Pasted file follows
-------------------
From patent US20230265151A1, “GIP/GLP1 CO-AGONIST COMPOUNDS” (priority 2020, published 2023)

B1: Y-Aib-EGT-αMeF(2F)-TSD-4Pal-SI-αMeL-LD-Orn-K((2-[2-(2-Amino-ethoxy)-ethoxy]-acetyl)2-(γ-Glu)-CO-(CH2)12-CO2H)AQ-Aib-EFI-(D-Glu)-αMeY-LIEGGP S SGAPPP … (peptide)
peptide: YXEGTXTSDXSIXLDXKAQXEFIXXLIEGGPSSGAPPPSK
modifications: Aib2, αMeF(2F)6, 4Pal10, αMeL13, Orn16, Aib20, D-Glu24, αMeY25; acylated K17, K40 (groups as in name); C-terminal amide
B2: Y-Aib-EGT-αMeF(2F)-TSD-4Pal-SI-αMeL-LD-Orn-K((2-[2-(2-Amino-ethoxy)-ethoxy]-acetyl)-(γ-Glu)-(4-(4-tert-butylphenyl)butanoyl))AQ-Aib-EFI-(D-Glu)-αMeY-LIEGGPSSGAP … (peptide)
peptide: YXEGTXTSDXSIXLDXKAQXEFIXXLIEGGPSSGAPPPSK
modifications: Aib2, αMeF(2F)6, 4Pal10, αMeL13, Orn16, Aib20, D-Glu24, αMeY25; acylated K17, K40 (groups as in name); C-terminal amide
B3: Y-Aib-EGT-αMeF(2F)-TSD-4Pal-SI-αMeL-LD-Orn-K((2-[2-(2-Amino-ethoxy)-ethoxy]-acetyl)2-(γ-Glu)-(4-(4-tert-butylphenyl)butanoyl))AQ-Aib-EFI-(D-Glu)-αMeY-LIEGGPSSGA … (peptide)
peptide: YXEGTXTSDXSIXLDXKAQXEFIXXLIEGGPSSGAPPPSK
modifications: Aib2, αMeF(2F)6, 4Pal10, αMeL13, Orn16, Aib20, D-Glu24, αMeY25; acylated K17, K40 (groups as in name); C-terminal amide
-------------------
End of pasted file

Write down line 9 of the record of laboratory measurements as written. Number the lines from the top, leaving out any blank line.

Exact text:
peptide: YXEGTXTSDXSIXLDXKAQXEFIXXLIEGGPSSGAPPPSK